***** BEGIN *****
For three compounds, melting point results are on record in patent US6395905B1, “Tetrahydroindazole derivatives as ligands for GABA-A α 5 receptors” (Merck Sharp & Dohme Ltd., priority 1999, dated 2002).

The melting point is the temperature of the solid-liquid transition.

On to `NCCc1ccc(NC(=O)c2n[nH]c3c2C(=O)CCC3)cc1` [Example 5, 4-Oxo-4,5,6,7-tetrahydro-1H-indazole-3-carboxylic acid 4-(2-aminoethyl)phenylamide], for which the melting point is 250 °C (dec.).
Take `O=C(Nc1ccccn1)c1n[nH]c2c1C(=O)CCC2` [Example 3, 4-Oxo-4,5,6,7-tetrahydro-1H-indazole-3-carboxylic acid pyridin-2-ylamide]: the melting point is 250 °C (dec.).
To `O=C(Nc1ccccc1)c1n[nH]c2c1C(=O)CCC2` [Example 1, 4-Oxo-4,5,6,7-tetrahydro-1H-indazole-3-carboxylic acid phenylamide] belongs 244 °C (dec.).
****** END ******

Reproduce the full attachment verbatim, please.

For three compounds, melting point results are on record in patent US6395905B1, “Tetrahydroindazole derivatives as ligands for GABA-A α 5 receptors” (Merck Sharp & Dohme Ltd., priority 1999, dated 2002).

The melting point is the temperature of the solid-liquid transition.

On to `NCCc1ccc(NC(=O)c2n[nH]c3c2C(=O)CCC3)cc1` [Example 5, 4-Oxo-4,5,6,7-tetrahydro-1H-indazole-3-carboxylic acid 4-(2-aminoethyl)phenylamide], for which the melting point is 250 °C (dec.).
Take `O=C(Nc1ccccn1)c1n[nH]c2c1C(=O)CCC2` [Example 3, 4-Oxo-4,5,6,7-tetrahydro-1H-indazole-3-carboxylic acid pyridin-2-ylamide]: the melting point is 250 °C (dec.).
To `O=C(Nc1ccccc1)c1n[nH]c2c1C(=O)CCC2` [Example 1, 4-Oxo-4,5,6,7-tetrahydro-1H-indazole-3-carboxylic acid phenylamide] belongs 244 °C (dec.).